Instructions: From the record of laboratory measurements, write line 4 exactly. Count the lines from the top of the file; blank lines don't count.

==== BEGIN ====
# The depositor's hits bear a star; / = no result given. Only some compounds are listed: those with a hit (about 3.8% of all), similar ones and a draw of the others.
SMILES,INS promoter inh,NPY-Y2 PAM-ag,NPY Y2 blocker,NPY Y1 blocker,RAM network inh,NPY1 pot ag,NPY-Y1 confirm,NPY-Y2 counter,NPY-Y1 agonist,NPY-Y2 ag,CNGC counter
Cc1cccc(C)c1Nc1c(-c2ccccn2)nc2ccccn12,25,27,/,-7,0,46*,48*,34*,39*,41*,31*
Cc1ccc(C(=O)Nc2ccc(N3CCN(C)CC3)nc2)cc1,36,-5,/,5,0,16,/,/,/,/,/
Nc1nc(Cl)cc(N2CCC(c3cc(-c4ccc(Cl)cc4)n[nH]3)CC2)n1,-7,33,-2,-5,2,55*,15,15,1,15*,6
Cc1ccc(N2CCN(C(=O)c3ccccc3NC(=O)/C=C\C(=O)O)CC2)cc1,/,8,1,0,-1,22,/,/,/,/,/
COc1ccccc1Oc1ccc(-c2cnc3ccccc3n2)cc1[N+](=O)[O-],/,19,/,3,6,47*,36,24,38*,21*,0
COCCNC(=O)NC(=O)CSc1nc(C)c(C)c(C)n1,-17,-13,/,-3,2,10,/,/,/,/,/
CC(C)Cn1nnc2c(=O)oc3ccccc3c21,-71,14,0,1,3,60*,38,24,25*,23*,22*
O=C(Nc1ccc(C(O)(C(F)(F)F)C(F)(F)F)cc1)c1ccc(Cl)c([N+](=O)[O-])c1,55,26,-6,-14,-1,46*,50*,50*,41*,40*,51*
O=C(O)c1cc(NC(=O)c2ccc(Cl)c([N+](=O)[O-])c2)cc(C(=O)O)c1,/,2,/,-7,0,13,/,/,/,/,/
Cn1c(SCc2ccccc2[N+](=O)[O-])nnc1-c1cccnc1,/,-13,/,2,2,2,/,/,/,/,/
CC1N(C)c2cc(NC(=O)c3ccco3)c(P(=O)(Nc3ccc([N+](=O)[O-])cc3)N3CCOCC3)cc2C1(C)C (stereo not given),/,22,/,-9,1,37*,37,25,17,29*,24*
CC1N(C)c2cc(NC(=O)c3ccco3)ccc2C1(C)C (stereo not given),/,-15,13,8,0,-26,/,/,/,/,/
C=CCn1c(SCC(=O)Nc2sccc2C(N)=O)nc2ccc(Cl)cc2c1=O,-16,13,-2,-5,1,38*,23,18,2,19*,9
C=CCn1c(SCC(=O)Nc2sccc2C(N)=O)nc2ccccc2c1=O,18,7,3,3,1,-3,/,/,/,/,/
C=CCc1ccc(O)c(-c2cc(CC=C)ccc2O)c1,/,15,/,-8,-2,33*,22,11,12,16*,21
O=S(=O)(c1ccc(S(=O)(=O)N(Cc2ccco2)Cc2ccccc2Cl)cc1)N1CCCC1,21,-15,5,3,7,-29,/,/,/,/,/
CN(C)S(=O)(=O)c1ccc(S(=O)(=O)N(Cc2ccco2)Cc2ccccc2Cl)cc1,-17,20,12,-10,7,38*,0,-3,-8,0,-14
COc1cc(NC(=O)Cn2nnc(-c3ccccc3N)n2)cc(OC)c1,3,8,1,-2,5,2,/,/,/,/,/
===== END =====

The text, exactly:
Cc1ccc(C(=O)Nc2ccc(N3CCN(C)CC3)nc2)cc1,36,-5,/,5,0,16,/,/,/,/,/